Film Reviews: Wednesday, January 17, 2007
Forest Whitaker makes Uganda suffer while claiming himself ĎThe Last King of Scotland.í
The Last King of Scotland\r\nStarring Forest Whitaker and James McAvoy. Directed by Kevin Macdonald. Written by Jeremy Brock, based on Giles Fodenís novel. Rated R.

Forest Whitaker reigns supreme over the flawed \r\nThe Last King of Scotland.


Throughout his career, Forest Whitaker has always been the nice guy. Despite his large frame, heís never cut much of a threatening figure on the screen, with his droopy eyes, round face, ready smile, and paunchy physique. African-American actors of his size are often saddled with gangsta or bodyguard roles. Whitaker has instead made his name playing tragic victims (Bird), jovial sidekicks (Good Morning, Vietnam), and well-meaning cops (Phone Booth). He has played the occasional killer (Panic Room, Ghost Dog: Way of the Samurai), but even those roles had a core of decency and honor to them. The movies he has made as a director (Waiting to Exhale, First Daughter) have been pleasant and unmemorable, which probably means that his well-mannered screen persona reflects who he is deep down.

Yet last year, the 45-year-old Longview native finally got around to indulging his dark side, coming unforgettably unhinged as a crusading internal affairs cop in an episode of The Shield. He goes even further in The Last King of Scotland, the title of which refers to Idi Amin. The real-life Ugandan dictator identified with the Scots because of their countryís history of rebellion against the English, who had been Ugandaís colonial rulers. Whitaker plays Amin, and rocks the role from the moment he shows up on screen making a triumphant appearance before a cheering crowd. His appropriately oversized, ripped-from-the-guts performance is the biggest and perhaps only reason to see the film.

Whitaker so dominates the proceedings that he won the Golden Globe for Best Actor and will probably get an Oscar nod for the same category when in fact his role here is only a supporting one. The actual main character is Nicholas Garrigan (James McAvoy), a Scottish doctor who comes to Uganda in 1970, ostensibly for humanitarian purposes but mostly to escape the shadow of his overbearing dad. He arrives just in time for Aminís coup against the sitting president. Shortly afterward, he meets the new leader on a country road, after Amin has hurt his hand in a car accident. The general is impressed enough with Nicholasí treatment of his injury to offer him a job as his personal physician. The young Scot falls under Aminís spell, seduced by the manís charisma and the prospect of reforming Ugandaís health care system, not to mention the idea of sleeping in a luxurious palace in the capital rather than on the floor of a dusty shack in the countryside. However, no amount of creature comforts can blind him to the havoc and bloodshed engulfing the country.

The feminine-looking McAvoy (who portrayed the faun in The Chronicles of Narnia) is in almost every scene and nicely conveys his characterís concern over the increasing depredations of Aminís regime. Even so, the actorís operating under a considerable handicap. Simply, too much stuff happens to Nicholas. No surprise there: The movieís based on a novel by Giles Foden, which divides its storylines among several different characters. The filmmakers concentrate them all in one, and it proves to be a serious error. Nicholasí flirtation with a colleagueís wife (Gillian Anderson) is merely abortive, but when he begins an affair with Aminís third wife (Kerry Washington) late in the film, it seems crazily suicidal given what heís already seen of the dictatorís murderous tendencies.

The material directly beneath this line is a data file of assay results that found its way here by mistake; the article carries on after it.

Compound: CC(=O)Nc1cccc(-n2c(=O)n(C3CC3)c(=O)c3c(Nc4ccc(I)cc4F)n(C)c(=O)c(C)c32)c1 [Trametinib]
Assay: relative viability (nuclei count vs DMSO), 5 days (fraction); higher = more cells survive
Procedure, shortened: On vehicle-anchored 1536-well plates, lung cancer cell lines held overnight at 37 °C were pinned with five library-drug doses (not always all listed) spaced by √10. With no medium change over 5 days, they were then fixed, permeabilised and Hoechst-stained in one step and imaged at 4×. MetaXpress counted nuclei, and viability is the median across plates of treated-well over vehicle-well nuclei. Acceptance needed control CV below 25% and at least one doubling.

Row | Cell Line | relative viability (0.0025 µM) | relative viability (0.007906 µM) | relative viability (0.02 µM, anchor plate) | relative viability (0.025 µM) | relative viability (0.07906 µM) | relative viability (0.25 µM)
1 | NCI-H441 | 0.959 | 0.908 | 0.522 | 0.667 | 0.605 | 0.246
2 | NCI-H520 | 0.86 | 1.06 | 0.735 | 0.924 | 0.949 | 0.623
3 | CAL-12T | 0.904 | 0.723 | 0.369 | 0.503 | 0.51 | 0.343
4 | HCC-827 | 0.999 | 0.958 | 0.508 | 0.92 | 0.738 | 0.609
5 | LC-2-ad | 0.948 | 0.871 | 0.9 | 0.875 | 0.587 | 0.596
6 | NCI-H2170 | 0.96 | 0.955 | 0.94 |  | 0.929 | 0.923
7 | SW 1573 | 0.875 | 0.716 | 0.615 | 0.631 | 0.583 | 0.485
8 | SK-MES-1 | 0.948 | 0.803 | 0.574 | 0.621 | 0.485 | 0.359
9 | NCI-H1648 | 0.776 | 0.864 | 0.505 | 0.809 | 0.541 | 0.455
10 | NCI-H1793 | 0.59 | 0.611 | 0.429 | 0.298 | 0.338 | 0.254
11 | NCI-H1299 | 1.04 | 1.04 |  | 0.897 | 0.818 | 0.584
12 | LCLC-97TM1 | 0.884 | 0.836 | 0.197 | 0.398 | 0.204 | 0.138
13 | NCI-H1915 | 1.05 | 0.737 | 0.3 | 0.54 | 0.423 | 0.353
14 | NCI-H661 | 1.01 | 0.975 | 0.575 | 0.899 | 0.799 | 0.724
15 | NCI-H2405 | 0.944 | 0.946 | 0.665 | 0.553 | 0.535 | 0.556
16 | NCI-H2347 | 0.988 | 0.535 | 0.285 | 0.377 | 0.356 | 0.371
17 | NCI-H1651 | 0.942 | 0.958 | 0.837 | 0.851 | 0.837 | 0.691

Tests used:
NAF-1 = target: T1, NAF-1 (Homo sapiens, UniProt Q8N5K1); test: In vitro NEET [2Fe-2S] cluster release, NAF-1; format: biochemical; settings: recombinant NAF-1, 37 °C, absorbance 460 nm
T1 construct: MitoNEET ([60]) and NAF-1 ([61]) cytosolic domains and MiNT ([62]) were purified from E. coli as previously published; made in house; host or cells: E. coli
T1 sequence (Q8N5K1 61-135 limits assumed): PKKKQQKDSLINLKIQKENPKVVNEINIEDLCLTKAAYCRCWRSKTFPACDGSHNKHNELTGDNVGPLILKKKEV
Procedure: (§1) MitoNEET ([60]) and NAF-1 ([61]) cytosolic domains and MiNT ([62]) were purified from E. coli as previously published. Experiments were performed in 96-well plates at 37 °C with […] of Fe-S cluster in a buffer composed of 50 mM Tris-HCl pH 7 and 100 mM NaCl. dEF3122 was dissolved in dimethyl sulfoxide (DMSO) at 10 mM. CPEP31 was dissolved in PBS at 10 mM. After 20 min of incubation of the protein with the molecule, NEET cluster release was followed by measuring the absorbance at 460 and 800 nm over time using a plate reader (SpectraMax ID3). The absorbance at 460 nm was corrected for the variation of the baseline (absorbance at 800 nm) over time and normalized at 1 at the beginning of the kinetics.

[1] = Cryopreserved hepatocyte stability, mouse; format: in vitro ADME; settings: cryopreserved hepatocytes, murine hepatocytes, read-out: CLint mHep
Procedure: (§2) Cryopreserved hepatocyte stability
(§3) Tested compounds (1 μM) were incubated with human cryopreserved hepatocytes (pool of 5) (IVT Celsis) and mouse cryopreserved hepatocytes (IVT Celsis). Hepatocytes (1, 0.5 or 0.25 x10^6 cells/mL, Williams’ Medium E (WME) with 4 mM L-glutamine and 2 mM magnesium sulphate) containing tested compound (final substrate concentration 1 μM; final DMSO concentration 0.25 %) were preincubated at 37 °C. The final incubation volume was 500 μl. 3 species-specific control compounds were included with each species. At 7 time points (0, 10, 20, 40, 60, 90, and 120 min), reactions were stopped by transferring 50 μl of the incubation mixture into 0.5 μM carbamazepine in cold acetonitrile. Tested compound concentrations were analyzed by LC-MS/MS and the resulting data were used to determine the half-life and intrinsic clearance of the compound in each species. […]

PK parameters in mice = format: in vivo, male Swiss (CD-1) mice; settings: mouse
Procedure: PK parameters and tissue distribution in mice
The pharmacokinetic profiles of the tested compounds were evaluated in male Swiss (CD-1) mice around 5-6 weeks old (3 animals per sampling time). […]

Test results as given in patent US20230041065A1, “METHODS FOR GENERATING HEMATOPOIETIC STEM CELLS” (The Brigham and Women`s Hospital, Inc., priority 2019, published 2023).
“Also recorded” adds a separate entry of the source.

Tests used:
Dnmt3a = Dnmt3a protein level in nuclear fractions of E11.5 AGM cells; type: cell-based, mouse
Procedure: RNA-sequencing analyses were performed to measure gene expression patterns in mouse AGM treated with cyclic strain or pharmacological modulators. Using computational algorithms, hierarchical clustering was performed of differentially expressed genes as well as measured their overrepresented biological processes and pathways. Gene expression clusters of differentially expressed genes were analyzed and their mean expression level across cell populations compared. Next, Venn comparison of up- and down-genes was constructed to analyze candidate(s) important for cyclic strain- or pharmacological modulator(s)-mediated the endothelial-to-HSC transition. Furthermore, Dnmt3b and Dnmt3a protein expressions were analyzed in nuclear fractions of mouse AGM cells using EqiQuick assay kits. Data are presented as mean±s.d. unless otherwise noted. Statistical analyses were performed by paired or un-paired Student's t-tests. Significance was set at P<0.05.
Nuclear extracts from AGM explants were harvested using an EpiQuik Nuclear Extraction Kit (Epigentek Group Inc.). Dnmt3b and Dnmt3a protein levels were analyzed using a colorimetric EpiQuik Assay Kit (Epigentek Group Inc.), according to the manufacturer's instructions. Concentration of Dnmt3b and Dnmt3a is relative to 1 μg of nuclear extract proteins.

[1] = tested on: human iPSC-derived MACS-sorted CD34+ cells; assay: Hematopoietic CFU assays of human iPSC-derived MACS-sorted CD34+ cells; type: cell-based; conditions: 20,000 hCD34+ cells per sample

These plot developments are merely regrettable when they might have been laughable, and for that we should thank Kevin Macdonald, the Scottish documentarian (Touching the Void) who here directs his first fiction film. His debut effort is crisp and self-assured, and he does a decent job of moving from well-lit, well-ordered visuals in the early parts of the film to increasing darkness and disorder late, capturing the growing chaos in Uganda. He also doesnít hold back on the gruesome violence done to Aminís victims, especially near the end when Nicholas definitively gets on the dictatorís bad side and becomes intimately acquainted with a pair of meat hooks. You see similar stuff in those awful Saw movies. Itís much more powerful here.

Make no mistake, though, this film is still fairly slight, with its hackneyed message about the perils of the white manís attempts to meddle in Africa. The Last King of Scotland would blow away in a stiff breeze if Whitaker werenít such a force of nature, capturing the dictator in all his clownishness, theatricality, and bullying bonhomie. Even in the early scenes, when Amin isnít yet a mass murderer, you can see the belittling edge in his humor and the megalomania that will warp his sense of reality. Addressing some captured rebels loyal to the deposed president, Aminís eyes go wide with betrayal as he childishly blubbers, ďYou want to kill me for that drunk, silly man?Ē Later on, those same eyes go dead as the bodies pile up and the delusions of grandeur take over his mind while he fends off the worldís opinion. The movieís Idi Amin doesnít have far to fall in order to become a monster, but Whitakerís portrait makes his descent compelling all the same.

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